Here’s what happens next:  

  • The individual’s application for a PAP may be denied because of a high income. In this case, the employer could, but is not required to, override the denial as a medical necessity or approve the previously denied prior authorization.  
  • The AFP could attempt to seek financial assistance from a charitable foundation on behalf of an applicant as an interim measure while awaiting PAP determination, thereby using patient assistance as part of their for-profit scheme. This situation can occur only when the AFP denies prior authorization, not when the specialty drug is carved out.     
  • If the AFP can’t get the drug covered by a PAP, the patient may end up owing the full amount. 

Regardless of whether an individual’s PAP application is ultimately approved or denied, the application process itself causes delays in access to treatment. Additionally, any amount the patient has paid to access their medication may not count toward their deductible or out-of-pocket requirements.  

Kim Czubaruk, JD, associate vice president of policy for CancerCare

Regardless of who—if anyone—pays for the drug, one party does get paid—and that’s the AFP vendor. One source estimates that AFP vendors  retain up to 25% of the savings off full price. Kim Czubaruk, JD, associate vice president of policy for CancerCare, shared court documents indicating that AFP vendors are selling the schemes to profit themselves by charging a cost avoidance fee of 30% or more.    

Patients Feel the Pain—and It’s Not From Their Cancer or Treatment 

The consequences of AFPs can be dire: 

  • Treatment delays: Patients have an increased chance of dying when treatment is delayed. Researchers reported finding that each month of delayed cancer treatment is associated with a 10% increased chance of death.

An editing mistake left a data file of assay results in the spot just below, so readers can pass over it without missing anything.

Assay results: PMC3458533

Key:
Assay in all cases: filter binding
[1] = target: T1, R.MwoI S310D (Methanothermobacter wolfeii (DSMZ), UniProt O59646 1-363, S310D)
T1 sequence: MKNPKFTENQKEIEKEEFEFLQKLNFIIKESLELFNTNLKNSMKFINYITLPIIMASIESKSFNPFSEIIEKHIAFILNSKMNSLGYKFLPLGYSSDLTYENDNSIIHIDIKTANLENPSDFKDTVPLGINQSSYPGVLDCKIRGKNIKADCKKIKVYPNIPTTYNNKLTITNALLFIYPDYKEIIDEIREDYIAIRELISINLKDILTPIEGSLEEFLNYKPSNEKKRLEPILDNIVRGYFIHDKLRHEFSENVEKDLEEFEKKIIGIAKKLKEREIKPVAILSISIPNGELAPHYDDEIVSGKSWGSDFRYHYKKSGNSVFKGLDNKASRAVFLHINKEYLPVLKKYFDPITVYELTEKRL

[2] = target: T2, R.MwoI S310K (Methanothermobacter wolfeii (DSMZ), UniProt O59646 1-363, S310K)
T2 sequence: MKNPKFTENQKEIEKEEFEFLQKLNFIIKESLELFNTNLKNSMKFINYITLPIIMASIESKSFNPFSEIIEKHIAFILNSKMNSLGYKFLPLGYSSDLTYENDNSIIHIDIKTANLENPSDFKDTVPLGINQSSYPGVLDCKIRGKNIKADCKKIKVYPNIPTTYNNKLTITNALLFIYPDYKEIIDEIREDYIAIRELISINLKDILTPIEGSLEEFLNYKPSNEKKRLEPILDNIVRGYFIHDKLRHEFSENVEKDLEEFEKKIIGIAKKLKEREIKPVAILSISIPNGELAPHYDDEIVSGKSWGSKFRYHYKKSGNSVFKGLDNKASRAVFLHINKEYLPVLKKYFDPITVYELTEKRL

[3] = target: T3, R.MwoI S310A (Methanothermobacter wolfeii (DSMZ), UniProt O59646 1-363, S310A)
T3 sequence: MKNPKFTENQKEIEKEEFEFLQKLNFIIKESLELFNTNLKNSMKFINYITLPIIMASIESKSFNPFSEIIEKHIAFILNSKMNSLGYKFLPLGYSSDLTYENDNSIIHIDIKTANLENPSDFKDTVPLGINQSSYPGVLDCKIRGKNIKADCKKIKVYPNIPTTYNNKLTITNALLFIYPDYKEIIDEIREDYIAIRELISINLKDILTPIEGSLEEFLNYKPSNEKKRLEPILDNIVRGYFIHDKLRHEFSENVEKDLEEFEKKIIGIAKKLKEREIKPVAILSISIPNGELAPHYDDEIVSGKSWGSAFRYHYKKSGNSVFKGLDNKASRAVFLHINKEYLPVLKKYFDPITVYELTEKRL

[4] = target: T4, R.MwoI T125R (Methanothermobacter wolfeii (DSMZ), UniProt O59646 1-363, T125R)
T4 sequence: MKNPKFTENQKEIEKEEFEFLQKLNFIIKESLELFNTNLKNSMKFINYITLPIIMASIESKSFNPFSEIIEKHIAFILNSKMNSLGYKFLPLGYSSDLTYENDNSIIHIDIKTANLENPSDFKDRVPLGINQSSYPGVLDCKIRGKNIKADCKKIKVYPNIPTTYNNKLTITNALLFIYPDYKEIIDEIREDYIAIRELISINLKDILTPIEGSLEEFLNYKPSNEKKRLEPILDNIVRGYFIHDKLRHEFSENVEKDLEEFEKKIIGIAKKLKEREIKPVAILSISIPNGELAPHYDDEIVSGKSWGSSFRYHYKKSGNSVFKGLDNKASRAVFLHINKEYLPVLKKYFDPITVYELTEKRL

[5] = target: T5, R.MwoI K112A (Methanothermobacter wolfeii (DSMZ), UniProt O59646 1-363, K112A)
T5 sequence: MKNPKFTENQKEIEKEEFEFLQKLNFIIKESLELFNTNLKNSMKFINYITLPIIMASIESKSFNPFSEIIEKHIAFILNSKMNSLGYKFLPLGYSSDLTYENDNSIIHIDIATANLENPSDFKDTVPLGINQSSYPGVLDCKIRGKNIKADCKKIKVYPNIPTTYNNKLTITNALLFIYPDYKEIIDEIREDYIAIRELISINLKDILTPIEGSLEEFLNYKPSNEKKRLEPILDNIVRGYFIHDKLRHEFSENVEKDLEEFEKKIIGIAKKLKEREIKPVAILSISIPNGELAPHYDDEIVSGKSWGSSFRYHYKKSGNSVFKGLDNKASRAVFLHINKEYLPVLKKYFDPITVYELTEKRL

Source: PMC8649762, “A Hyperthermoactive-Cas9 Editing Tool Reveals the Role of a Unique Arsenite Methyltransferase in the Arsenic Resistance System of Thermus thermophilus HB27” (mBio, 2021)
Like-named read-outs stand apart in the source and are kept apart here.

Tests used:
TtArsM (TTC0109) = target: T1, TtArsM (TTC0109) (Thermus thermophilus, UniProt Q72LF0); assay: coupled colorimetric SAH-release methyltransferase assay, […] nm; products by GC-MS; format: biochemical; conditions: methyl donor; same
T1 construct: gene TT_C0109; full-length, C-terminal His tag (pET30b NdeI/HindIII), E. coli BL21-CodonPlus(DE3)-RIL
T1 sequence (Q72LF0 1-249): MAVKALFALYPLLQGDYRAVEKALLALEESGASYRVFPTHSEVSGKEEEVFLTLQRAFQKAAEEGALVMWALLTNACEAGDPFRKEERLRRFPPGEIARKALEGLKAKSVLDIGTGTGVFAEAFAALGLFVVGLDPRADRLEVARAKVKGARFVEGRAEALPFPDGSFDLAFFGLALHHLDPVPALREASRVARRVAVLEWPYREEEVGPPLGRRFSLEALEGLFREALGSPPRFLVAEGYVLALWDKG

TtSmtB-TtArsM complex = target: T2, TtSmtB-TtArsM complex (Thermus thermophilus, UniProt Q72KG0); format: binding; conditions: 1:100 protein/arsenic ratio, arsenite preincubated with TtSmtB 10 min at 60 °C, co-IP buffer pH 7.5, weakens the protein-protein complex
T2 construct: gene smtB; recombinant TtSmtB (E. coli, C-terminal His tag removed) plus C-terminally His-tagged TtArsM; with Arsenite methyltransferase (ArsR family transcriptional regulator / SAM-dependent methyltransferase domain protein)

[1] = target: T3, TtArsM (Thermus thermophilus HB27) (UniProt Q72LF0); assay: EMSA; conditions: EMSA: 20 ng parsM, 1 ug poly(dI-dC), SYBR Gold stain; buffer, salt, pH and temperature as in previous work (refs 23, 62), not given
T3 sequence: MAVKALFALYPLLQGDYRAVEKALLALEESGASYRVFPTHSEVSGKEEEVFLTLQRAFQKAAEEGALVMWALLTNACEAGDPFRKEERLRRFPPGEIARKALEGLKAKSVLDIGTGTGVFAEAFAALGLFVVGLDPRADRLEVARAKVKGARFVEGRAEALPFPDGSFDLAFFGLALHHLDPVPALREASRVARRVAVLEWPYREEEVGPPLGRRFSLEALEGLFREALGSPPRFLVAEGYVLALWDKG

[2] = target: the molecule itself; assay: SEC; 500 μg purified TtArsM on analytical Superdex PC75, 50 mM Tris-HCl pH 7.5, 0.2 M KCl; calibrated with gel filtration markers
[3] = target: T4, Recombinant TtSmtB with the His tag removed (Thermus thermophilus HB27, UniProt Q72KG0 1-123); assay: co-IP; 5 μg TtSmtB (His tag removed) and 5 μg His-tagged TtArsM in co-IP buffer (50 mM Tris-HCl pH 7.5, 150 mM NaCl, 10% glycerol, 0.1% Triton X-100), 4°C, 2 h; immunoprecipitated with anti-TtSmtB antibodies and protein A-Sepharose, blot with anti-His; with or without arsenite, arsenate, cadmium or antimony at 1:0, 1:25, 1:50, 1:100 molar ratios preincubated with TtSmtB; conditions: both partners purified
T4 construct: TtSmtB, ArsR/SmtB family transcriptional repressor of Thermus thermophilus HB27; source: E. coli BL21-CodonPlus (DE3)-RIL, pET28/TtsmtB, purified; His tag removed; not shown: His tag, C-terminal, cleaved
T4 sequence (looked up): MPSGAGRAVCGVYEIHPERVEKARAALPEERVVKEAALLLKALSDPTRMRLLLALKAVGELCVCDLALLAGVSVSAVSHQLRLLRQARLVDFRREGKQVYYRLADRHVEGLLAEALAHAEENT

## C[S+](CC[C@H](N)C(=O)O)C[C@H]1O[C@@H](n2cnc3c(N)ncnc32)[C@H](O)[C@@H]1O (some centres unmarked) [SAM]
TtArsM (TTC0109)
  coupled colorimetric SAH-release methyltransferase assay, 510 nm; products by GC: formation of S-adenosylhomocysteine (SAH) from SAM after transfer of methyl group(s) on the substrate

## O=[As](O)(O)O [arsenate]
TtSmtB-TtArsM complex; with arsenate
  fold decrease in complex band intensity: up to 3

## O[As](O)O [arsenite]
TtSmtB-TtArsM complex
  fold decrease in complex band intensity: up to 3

• Insufficient PAP funds to complete treatment: The PAP funds available for the prescribed medication may provide only a partial course of treatment.  
  • Money being diverted from those who truly need it: AFPs take away funds intended for individuals who are uninsured or underinsured with limited or no access to medications. “They are putting charitable funds, designed to support our most vulnerable, at risk,” Niles said. 
  • Use of potentially harmful drugs: Many AFPs also rely on medications from overseas that may be substandard, unsafe, ineffective, or lower quantity than those prescribed. 
  • Influencing treatment decisions: Providers may be presented with situations in which a PAP is available for one treatment but not another.  
  • Increased costs: Patients may simply not qualify for assistance programs because of their high incomes. After delaying treatment trying to get the PAP coverage, they could end up paying the full amount anyway.  

Niles said that AFPs present a number of ethical and legal issues that she hopes people can better understand. “If the plan is carving out these specialty medications . . . then, in essence, they’re discriminating against people who are seriously ill—so that is a problem,” she said. She described “dubious” and “questionable” business practices, such as requiring patients to sign a power of attorney or provide sensitive information. 

“These are truly schemes, and it’s very difficult for patients to understand what they’re in the middle of,” Niles said.  

Sumrall agreed. “By design, these programs are opaque to both patients and providers,” she said. “AFP vendors will not provide affected lists of drugs to practices and present themselves to patients as partners in their care.” 

Take Action: Raise Awareness and Advocate, Advocate, Advocate 

“One of the keys here is education. It is important for providers to recognize when these programs are impacting their patients and, for those practices that have the resources available, that their financial navigators are aware of these programs and the delays they can cause. The American Society of Clinical Oncology and other organizations are bringing these concerns to the attention of government regulators with the aim of increasing awareness and minimizing the negative impact on patients and practices.”